They Stole Max’s Brain! Indeed, they have. But who is they? In the third episode of The Devil’s Playhouse, Sam sets off alone to find out just that.

Actually, Sam finds out pretty much straight away who stole Max’s brain and let’s just say it’s no surprise. The opening section of episode three takes the shape of an inspired noir parody. Sam, with his hat off and his sleeves up, drives his DeSoto about town roughing up suspects and delivering moody monologues. An interesting new gameplay mechanic is introduced, allowing Sam to get information from his suspects by threatening, interrupting or shouting “liar!” during dialogues, providing a great mix of timing and logic. Weirdly, this inspired new type of puzzle is the only one of its kind in the game. Also, by the time it’s over you know exactly who stole Max’s brain. Properly integrated into the standard Sam and Max template (like the psychic toys have now been) the mystery and the puzzle could have overarched the whole episode brilliantly.


Don’t worry though, amazing as the first few minutes are, the episode never stops being a solid slice of comedy adventure gaming. The moody lighting and noir theme carries on into the second chunk of the game, with some great backgrounds and hilarious writing. By this point, still trying to get Max’s brain back, Sam does find a brain and this leads to more great humour and a cunning way of re-introducing the psychic toys.

There are no new arrivals this month with regard to the psychic toys, with Max (or not so Max) having access to ‘Future Vision’, ‘Teleportation’ and ‘Rhinoplasty’ to the usual effect. Whilst ‘Future Vision’, as it did in The Penal Zone, acted as a nice hint system, ‘Teleportation’ got somewhat forgotten about. There is only one point in the game where the toy is used for something you couldn’t achieve on foot or with the DeSoto. The emphasis in They Stole Max’s Brain is very much on the ‘Rhinoplasty’ power. It does make for a couple of fun puzzles but its re-introduction just isn’t as strong as the two other powers, when they were used in The Penal Zone. Because ‘Rhinoplasty’ involves turning Max from one thing into another, when to use it is almost always obvious, leaving the majority of the puzzling to the other powers or the different mechanics.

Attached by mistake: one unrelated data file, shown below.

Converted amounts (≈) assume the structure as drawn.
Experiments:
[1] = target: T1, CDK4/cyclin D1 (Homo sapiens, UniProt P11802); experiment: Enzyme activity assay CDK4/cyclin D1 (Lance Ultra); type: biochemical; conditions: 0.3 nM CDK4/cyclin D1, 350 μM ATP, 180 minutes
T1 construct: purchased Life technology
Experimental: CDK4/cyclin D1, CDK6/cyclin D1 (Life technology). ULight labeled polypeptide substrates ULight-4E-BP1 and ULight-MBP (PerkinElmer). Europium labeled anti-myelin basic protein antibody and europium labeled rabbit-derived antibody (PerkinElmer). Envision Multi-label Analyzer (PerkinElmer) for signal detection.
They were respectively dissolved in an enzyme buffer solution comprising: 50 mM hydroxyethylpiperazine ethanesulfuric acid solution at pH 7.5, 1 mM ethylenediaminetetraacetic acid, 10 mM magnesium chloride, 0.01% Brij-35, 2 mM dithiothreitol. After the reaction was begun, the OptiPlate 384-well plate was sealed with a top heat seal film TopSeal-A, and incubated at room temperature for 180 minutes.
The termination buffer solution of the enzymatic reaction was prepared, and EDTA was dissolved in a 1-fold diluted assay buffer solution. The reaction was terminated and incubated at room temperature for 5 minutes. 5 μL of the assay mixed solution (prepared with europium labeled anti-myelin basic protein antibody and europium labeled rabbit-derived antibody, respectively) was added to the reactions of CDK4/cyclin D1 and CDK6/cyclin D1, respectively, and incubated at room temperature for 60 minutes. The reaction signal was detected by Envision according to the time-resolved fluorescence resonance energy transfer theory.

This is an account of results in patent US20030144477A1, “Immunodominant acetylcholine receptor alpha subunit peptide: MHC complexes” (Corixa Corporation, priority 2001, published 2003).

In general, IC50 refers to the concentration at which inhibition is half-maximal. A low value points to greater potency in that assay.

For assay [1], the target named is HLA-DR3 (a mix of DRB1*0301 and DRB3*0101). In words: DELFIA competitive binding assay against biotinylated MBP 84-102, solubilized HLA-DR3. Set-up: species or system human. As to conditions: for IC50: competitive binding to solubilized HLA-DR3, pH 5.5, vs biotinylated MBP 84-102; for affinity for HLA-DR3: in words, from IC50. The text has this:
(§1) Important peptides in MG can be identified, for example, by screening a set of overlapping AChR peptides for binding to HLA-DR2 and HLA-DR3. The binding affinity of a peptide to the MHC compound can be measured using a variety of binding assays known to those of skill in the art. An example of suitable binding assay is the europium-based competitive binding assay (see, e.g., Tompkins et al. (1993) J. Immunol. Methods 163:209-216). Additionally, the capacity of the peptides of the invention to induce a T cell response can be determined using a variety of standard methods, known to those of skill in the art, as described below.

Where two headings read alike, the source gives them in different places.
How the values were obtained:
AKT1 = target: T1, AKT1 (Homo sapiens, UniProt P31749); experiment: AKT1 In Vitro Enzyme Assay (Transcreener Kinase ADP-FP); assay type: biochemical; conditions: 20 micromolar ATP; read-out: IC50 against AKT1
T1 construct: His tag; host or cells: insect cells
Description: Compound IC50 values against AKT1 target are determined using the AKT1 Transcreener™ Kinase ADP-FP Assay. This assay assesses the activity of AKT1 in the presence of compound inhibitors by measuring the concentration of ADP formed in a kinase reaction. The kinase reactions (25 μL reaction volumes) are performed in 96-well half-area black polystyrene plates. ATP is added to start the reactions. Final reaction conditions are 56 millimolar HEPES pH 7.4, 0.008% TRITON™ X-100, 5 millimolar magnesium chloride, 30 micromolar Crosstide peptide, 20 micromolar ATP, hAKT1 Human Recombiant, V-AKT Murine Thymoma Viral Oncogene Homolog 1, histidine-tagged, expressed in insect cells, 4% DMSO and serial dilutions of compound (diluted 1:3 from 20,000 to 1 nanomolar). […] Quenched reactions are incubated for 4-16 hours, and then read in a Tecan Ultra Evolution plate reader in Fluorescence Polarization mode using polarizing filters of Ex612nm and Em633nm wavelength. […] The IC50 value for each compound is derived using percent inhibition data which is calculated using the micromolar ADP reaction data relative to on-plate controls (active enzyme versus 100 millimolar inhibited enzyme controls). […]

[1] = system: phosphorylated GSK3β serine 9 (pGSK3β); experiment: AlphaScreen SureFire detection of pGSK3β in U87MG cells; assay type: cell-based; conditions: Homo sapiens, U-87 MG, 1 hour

The absence of Max’s brain in his body leads to a frightening alternate world, ruled by an adolescent and extremely fickle Egyptian pharaoh, titled ‘Sammun-Mak’. This character provides the central puzzle mechanic of the later half of They Stole Max’s Brain!, concerning the player with winning the favour of the boy-pharaoh whilst grappling with Max-in-a-jar and a brain-washed Sam (which I have to say didn’t immediately come across).

It's gone all Egyptian-y! I'm sure I've said that before.

Straight and Narrow has been conspicuously re-rendered with sand encroaching on its doorways and massive statues and pyramids replacing some of its iconic shops. But it isn’t even half as great or interesting to look at as the moody night scenes in the opening section. Episode 3 also very nearly fell into the trap of completely re-using characters from previous episodes, with a certain Space Ape, creepy fez-wearing museum guy and the usual season 3 mole people all making a reappearance. In fact, the Stinkys are the first people you see in Egyptian-Straight and Narrow. Luckily, however, they do not provide the majority of the puzzles and ‘Sammun-Mak’ and Sal (an overworked, slightly dim cockroach security man) manage to steal the show.

All in all, They Stole Max’s Brain! is a good game; it’s just not a stellar Sam and Max episode. The game starts with a great premise and some innovative gameplay to match in Sam’s lone quest to save his best buddy and bring the culprit to justice. But this great premise is just plain wasted. Instead of a noir, yet zany, mystery yet silly episode to unravel the question of who ‘Stole Max’s Brain!’, there is a ten minute exploration of that idea with a standard fare episode attached. The important thing to note, however, is what ‘standard fare’ means when we are talking about a Sam and Max episode. It means a funny, well designed and good looking slice of adventure game goodness with some interesting puzzles and a tantalising cliff-hanger to get us all exciting about next month’s offering: Beyond the Alley of the Dolls.

Mark’s Score: 3/5 starks

How on Earth did that happen?